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About Oregon emerald. (Eugene, Or.) 1909-1920 | View Entire Issue (Nov. 5, 1910)
0. A. £. BEATS WHITMAN
Washington Swamps Idaho to the
tune of 29 to 0
Special dispatches to Emerald
from O. A. C. Barometer and the
0. A. C. kicks to Whitman at 3:00
P. M. After five minutes of play O. A.
C, tries a field goal from the thirty yard
line, but fails. The ball was continu
ously in Whitman’s territory this half.
After three minutes of play O. A. C.
goes over for a touchdown, and Keck
0. A. C. next makes thisty yasds by a
series of cleverly executed passes, and
Keck executes a place kick. The half
ends with the ball in midfield.
Whitman makes a magnificent rally,
and plants the ball on the Agric ten
yard line, only to lose it after superb
defense by the Oregon men. By a se
ries of fumbles, the ball again dies in
This was almost entirely a punting
duel, with Whitman rallying to an un
successful try at a srop kick.
Final score, 9-0.
Seattle, Nov. 5.—(Special)—
Washington beat Idaho twenty
nine to nothing here today. Idaho
was strong at first but weakened,
and Washington then tore
through at will. The game was
all in Idaho’s territory. Eakens
booted the ball seventy yards
twice. His kicks were all high
and far. Hoselv and Cahil plung
ed through the lines repeatedly
for big gains. Washington was
on Idaho’s one yard line twice and
lost the ball on fumbles. Coyle
ran back punts to an average of
fifteen yards. The touchdowns
were made by Sutton, Cahil, Coy
le and Wand (2). The punts av
eraged forty-eight yards.
1 he University of Minnesota offers a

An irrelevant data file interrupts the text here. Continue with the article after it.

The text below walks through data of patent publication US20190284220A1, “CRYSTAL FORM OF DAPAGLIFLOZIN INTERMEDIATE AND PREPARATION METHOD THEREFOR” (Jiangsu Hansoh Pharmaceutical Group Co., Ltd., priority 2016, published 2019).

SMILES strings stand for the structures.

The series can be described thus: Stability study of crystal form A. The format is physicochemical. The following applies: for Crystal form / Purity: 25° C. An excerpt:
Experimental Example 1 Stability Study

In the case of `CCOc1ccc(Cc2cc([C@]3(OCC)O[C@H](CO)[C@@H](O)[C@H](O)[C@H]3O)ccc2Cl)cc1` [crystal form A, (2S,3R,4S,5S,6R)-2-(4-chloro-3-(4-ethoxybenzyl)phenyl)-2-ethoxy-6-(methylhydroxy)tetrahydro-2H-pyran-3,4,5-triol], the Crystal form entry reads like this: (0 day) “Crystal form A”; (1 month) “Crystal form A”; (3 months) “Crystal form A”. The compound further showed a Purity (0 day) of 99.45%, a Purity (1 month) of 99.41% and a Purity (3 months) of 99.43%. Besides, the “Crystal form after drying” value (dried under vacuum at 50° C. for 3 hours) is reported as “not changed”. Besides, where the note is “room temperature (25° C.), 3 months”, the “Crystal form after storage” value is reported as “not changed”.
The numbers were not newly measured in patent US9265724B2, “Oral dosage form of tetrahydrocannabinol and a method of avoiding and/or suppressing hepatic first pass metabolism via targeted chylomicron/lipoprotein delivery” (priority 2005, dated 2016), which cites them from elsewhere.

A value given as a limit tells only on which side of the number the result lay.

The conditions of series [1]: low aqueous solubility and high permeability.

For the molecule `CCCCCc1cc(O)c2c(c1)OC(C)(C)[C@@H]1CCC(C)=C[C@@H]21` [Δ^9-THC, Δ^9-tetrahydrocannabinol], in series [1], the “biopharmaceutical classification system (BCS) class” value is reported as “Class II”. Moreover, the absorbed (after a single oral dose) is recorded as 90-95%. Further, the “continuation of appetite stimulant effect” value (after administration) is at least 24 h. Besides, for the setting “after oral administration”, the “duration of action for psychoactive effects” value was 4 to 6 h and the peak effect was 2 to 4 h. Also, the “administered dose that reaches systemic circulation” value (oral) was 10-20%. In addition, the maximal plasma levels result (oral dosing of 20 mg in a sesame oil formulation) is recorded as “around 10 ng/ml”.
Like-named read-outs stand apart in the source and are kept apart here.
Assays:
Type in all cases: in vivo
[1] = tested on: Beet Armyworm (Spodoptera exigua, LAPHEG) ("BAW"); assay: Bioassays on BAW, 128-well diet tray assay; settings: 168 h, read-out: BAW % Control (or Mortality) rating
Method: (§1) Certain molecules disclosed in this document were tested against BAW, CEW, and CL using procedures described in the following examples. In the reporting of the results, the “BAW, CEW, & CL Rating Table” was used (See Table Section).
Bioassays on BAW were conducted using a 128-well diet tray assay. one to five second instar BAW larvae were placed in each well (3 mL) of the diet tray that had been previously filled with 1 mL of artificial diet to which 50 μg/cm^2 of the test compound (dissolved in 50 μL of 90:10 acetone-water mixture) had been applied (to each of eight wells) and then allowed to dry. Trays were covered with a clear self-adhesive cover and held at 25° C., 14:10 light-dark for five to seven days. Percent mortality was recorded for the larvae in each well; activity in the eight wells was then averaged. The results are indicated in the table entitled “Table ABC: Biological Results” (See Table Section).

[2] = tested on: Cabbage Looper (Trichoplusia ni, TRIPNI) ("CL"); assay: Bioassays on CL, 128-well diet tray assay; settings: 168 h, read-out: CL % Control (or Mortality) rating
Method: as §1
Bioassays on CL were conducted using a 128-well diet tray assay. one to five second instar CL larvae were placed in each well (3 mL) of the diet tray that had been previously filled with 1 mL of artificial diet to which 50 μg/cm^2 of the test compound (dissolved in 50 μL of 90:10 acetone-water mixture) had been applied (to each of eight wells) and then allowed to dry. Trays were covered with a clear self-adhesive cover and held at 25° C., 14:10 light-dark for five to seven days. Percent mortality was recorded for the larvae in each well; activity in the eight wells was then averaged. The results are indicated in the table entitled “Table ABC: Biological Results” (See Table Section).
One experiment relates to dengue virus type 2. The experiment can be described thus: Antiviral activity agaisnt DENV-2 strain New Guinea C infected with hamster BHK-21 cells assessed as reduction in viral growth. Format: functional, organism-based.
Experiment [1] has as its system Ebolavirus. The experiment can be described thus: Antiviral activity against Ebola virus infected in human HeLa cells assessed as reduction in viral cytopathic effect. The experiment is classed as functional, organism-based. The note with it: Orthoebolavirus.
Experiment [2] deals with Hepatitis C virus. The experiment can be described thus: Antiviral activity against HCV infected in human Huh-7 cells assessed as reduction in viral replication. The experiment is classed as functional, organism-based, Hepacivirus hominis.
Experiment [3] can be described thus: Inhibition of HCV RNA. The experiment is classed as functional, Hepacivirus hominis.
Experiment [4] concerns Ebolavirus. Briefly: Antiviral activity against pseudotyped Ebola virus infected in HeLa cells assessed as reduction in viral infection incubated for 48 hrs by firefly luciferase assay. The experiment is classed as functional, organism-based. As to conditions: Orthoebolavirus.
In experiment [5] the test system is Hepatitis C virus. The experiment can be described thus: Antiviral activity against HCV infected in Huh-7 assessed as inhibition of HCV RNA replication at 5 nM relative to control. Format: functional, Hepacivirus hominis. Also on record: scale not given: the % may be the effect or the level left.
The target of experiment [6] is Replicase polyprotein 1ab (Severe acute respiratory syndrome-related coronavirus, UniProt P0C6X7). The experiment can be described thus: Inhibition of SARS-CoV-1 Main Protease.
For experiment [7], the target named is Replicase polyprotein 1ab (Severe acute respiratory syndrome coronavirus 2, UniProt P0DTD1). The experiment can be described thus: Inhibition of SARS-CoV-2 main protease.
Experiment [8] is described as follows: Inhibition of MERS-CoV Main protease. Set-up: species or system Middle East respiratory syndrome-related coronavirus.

professional course for public school
President Frederick W. Hamilton, of
1 lifts College, has come out with the
positive assertion that unwedded teach
ers should be barred from girls' col
leges, because their influence is harm
A Cleveland memorial monument is
to be erected on the golf links at Prince
ton. It is to take the form of a tower
ab 'iit 150 feet high and 40 feet square
•'it die base. It will stand on the ground
of the old Princeton battle field of the
Revolution, and is a very appropriate
Phtce, both historically and for its scen
I he senior class at Illinois has ini
t :- d a movement looking to the abol
'■ ment of final examinations in the sec
i semester of the senior year.
M the University of Utah a flag rush
i\ eeld between the sophomores and;
b hmen, in which the latter try to pull
1 n a large flag nailed to the top of
a * ventv-foot pole. The second year stu
surround this pole and act on the
1 muse in their aim to prevent the
1; -'hmen from carrying out their pur
total of 7.058 students have regis
i at Columbia University this year,
increase of 556.
C hristopher Royce. who entered Har
i at the remarkable age of fourteen,
the other day in an insane asy
■ a victim of overstudy.
niel Waldo Field, a millionaire shoe
nufacturer, has entered Harvard at
- age of forty-five.
COUNCIL TO ELECT TWO
Coach and Manager of Baseball
Will be Chosen Monday
One of the important bits of business
to be considered by the Athletic Coun
cil at its next meeting next Monday
will be the selection of baseball coach
Jack Luckey, last year’s assistant
manager, is reputed to be the Coun
cils choice for the managerial posi
tion. Luckey has been member of the
squad for two years, and last spring as
sisted Manager Jamison. He is thor
DUghly devoted to the game and seems